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elyaqtfgwpci
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Upon (finally) exiting the Naylor Mill Forest Trail

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Here I am with my friends Diana, .

Nicole and Lynn after we all finished the Naylor Mill 7K on Aug

7.
The week of the Naylor Mill 7K, I received my race bib and a cloth mask in the mail.
That’s something that would have been pretty odd if it would have happened last year.
But this year, this mailing was a way for the race to avoid a gathering at packet pickup, help keep runners healthy and offer a way for participants to represent their teams — bacon or scrapple.

I’d been part of Team Bacon the previous three years


and this year was no exception.
So, in addition to my bib — which highlighted that I was part of Team Bacon — I also received a cloth, .

T-shirt material mask with bacon in the shape of a smile on it

I hadn’t run an in-person race since the Publix Atlanta Marathon on March 1


And, the day before that, I was crowded on the side of Atlanta’s streets with thousands of other spectators at the U.S.
Olympic Marathon Trials.
Seems kind of crazy now.
Of course, .

I had to enjoy some bacon after finishing the Naylor Mill 7K

Since COVID-19 started becoming an issue here in the U.S


in mid-March, I have only been in small groups and have been pretty careful, paying attention to social distancing.
So, I’m glad I started out with a small race.
There were 96 finishers at the event, which was Friday, Aug.
7.
It was great to see some friends I hadn’t seen since March, but it was also weird to be around more people than I’ve been around in a long time — even though we were wearing masks and keeping our distance.

I already worried a lot before COVID-19


but the pandemic has brought about new worries that I never would have had to think about previously.
Participants were all asked a couple screening questions and had a temperature check.
Once we passed that area, we had to wear a mask (which is fine by me — I’m pro-mask).
We could run without wearing the mask.
Here I am wearing my bacon mask.
The race started at 6:30 p.m., and shortly before that, we made our way to one of five lines in a starting curve — there was a blue one for the fastest runners, three yellow ones for in-between paces, and red for the slower paces.
I chose to start on the yellow curve that was the closest to the red one.
I finished 65th of 96 people, which puts me at 67.7% down the finisher list.
So, I chose the right curve, as if all curves were equal, the fourth curve would be for the finishers coming in between 60-80%.
I always know that this course is going to be a slow one for me.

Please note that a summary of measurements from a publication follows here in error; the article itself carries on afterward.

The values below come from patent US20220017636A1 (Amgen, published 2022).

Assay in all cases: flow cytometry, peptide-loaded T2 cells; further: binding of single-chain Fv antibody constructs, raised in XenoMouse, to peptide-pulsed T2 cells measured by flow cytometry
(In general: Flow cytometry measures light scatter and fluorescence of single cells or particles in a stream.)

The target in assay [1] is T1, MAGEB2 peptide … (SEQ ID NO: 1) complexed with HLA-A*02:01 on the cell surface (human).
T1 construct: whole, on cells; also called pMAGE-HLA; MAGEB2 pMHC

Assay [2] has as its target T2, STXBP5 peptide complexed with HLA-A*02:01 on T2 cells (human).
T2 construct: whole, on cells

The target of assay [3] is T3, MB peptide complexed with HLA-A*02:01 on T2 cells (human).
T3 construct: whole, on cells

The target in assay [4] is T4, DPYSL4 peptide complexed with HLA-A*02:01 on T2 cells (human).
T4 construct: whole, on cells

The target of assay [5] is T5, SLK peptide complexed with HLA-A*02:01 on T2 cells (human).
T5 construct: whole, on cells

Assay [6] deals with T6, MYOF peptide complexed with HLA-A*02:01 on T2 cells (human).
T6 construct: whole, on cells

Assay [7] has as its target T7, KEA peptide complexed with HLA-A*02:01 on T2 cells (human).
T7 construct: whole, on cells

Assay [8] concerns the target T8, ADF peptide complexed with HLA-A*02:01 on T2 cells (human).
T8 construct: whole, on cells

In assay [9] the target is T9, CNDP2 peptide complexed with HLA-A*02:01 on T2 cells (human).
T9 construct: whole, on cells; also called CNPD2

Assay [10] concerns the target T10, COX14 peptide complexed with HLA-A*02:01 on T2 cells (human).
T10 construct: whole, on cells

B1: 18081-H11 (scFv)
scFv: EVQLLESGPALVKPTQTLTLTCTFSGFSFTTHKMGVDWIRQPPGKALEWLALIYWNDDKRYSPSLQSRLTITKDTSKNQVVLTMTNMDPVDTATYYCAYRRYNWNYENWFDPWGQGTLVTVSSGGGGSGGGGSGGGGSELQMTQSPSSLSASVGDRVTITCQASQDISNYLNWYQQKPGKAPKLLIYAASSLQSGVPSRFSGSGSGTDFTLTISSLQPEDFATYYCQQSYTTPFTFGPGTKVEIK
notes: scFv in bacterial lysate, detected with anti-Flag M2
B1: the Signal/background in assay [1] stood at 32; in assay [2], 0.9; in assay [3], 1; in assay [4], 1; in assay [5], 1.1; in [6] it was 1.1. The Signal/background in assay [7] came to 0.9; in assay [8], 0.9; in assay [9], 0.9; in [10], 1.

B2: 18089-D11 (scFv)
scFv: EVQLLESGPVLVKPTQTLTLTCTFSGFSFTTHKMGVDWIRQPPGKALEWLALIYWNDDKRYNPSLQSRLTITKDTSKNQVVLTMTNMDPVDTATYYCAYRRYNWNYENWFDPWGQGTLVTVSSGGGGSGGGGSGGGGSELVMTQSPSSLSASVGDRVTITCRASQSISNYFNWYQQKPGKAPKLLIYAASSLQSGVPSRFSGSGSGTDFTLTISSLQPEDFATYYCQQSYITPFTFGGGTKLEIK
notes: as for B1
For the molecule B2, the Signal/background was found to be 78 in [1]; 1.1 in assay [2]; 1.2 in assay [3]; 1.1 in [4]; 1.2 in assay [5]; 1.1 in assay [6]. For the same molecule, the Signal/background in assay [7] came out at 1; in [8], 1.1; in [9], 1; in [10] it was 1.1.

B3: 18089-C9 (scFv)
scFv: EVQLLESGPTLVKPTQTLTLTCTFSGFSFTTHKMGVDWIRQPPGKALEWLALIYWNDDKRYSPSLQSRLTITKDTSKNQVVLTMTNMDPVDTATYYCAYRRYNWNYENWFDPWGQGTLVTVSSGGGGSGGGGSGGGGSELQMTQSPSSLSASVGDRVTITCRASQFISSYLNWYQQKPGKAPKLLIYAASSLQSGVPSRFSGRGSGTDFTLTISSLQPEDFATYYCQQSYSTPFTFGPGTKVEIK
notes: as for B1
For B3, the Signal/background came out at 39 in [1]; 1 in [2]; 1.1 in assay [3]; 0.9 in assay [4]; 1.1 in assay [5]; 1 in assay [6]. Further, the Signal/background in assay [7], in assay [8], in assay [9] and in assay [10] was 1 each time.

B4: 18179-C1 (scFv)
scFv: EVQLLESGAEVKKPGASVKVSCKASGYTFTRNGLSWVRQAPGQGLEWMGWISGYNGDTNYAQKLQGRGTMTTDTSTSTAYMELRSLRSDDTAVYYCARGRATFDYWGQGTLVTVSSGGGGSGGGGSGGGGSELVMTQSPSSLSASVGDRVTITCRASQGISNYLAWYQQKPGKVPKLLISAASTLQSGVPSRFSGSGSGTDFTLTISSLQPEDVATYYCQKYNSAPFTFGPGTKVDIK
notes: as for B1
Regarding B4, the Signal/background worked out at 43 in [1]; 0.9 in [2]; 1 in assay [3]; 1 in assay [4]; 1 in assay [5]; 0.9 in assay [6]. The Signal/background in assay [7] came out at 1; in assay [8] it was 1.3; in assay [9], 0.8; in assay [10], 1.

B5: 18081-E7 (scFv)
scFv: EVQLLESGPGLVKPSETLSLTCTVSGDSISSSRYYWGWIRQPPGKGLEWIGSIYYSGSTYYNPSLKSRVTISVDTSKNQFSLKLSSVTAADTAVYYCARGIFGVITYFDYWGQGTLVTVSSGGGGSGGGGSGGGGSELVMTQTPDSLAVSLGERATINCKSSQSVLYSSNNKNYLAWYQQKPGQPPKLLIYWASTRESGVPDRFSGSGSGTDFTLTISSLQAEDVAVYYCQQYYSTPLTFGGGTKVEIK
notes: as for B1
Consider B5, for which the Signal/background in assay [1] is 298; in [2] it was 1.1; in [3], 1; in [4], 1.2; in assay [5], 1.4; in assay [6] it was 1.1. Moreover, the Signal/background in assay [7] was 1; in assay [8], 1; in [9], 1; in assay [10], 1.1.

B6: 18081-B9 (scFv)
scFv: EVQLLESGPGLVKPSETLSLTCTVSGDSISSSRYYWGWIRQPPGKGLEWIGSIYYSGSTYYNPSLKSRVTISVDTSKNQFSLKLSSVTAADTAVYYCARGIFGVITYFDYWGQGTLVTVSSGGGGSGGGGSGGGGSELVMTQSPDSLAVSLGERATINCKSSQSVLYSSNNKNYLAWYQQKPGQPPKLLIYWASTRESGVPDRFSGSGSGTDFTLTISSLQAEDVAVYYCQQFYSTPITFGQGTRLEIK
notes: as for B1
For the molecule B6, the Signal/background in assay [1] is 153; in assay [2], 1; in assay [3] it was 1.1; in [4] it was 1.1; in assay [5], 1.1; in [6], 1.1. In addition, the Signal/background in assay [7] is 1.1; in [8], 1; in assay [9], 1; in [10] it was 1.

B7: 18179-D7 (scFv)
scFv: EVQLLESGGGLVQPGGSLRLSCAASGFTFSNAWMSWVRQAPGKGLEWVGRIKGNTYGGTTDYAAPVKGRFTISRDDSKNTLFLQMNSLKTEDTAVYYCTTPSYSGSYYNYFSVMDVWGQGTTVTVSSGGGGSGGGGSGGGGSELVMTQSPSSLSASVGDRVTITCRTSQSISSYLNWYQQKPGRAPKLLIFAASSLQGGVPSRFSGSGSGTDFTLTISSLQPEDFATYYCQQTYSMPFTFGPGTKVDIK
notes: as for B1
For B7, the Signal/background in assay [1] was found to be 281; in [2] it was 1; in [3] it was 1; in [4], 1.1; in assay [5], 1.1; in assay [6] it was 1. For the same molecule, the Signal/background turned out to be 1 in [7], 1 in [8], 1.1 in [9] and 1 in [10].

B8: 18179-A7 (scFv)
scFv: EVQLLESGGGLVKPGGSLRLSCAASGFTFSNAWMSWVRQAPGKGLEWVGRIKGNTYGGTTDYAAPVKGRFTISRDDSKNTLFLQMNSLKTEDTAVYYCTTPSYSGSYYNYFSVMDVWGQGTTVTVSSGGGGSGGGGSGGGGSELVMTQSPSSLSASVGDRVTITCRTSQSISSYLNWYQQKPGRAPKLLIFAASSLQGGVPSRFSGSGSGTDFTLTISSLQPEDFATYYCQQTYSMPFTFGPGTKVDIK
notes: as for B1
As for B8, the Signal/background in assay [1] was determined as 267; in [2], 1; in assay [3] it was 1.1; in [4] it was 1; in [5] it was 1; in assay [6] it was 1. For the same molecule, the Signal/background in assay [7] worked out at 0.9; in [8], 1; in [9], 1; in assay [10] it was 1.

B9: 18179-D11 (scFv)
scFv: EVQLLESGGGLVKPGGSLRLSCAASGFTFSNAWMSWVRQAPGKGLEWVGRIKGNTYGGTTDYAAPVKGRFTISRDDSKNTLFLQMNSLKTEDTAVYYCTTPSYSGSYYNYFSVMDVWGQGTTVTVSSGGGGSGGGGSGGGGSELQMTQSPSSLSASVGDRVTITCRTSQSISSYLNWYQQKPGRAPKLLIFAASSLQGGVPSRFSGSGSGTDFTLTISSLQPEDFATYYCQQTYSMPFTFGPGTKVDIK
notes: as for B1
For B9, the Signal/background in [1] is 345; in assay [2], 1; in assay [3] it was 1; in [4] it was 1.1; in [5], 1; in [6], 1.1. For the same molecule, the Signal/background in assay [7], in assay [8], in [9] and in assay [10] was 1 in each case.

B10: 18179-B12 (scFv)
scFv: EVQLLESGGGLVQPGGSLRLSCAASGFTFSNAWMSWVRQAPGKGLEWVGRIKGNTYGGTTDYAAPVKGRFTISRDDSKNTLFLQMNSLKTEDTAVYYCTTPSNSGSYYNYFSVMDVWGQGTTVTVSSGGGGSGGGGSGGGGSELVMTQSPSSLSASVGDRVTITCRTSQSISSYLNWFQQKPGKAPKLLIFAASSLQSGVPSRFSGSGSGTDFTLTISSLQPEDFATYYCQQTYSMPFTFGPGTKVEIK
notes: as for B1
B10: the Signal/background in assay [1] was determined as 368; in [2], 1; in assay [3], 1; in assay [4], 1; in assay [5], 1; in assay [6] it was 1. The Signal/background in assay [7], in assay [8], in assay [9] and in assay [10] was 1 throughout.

The start and finish, which are at the Henry S.
Parker Athletic Complex, were a little different from last year, but the majority of the course — on the single track trails of the Naylor Mill Forest Trail — was the same as previous years.
These trails are definitely the toughest in the area and are filled with numerous twists and turns, along with steep uphills and downhills.

Naylor Mill 7K participants were spaced out to start the race


I looked down at my watch when I entered the trail and I was at about a half-mile.
I stuck near three runners for another mile or so, until I needed to walk.
I knew I’d need to walk, so I wasn’t disappointed, but I did want to try to avoid passing people or being passed as much as I could, just to avoid contact with others.
There were a few times when someone passed me or I got passed, but the person who was being passed (whether it was me or someone else) just moved off to the side, so it did not pose a big problem.
I was pretty much alone for a decent amount of the run.
I’d been carrying a bottle of water, but when I got to the water stop, the cold bottle of water was calling my name, and I took that with me.
Not long before the water stop, .

There was a sign at 2.23 miles in honor of Ahmaud Arbery and I Run With Maud

On each curve, .

There were Xs for each participant to stand on

Throughout the Naylor Mill 7K, the trail seems to go on and on, and you can see people in front of you and behind you.
It can be hard to tell just how far ahead or behind you they are.
Although the race does pit Team Bacon against Team Scrapple — with some representing Team Veggie — only the Top 10 from each team contribute to the score, so I knew I would not really be helping my team in that way.
I’m more in it for the fun.
This year, Team Scrapple won for the first time.
Upon (finally) exiting the Naylor Mill Forest Trail, runners headed through the parking lot and onto a sidewalk, finishing under the arch of the new Field 7 1/2, a baseball field for kids and adults with special needs.
This is a project that my department, Wicomico County Recreation & Parks, has been working on (learn more here).
I had various bacon-themed parts of my outfit to lay out the day before.
My time for the 7K was 1:07:56.
After crossing the finish line, I was able to get a bottle of water and a delicious yellow ice pop — I did not realize the flavor was pineapple until I tasted it, and it was great — along with some bacon that was cooked and packaged in small Ziploc bags.

I especially enjoyed what I believe was called Millionaire Candy Bacon — yum


Finishers also each got a T-shirt.
There were no children holding out bacon for runners to grab or a huge Eastern Shore Running Club group photo, but it was fun to be able to do one of my annual community races again.
Splits Mile 1: 11:53Mile 2: 16:22Mile 3: 17:05 Mile 4: 16:54Last part (watch had 0.44): 5:49Total (watch had 4.44 miles): 1:08:00 / 15:19 pace Official Time: 1:07:56 Read my BibRave review — and write your own — here.

Here’s my Naylor Mill 7K shirt with my race bib


.

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